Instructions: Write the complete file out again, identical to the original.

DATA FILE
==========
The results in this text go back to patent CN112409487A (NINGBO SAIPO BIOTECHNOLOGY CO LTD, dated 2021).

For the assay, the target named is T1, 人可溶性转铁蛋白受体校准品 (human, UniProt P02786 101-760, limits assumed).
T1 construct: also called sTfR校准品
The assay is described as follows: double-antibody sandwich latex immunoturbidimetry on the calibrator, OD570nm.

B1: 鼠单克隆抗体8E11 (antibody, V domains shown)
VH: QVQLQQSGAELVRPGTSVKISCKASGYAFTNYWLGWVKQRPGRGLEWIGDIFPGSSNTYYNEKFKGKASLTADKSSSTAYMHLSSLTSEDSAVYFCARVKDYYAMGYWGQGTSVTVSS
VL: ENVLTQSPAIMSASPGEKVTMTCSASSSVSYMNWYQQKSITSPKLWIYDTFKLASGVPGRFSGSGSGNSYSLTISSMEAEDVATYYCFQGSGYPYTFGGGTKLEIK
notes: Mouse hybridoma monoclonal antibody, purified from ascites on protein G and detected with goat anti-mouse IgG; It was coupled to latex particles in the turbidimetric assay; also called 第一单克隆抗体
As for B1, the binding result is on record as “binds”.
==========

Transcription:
The results in this text go back to patent CN112409487A (NINGBO SAIPO BIOTECHNOLOGY CO LTD, dated 2021).

For the assay, the target named is T1, 人可溶性转铁蛋白受体校准品 (human, UniProt P02786 101-760, limits assumed).
T1 construct: also called sTfR校准品
The assay is described as follows: double-antibody sandwich latex immunoturbidimetry on the calibrator, OD570nm.

B1: 鼠单克隆抗体8E11 (antibody, V domains shown)
VH: QVQLQQSGAELVRPGTSVKISCKASGYAFTNYWLGWVKQRPGRGLEWIGDIFPGSSNTYYNEKFKGKASLTADKSSSTAYMHLSSLTSEDSAVYFCARVKDYYAMGYWGQGTSVTVSS
VL: ENVLTQSPAIMSASPGEKVTMTCSASSSVSYMNWYQQKSITSPKLWIYDTFKLASGVPGRFSGSGSGNSYSLTISSMEAEDVATYYCFQGSGYPYTFGGGTKLEIK
notes: Mouse hybridoma monoclonal antibody, purified from ascites on protein G and detected with goat anti-mouse IgG; It was coupled to latex particles in the turbidimetric assay; also called 第一单克隆抗体
As for B1, the binding result is on record as “binds”.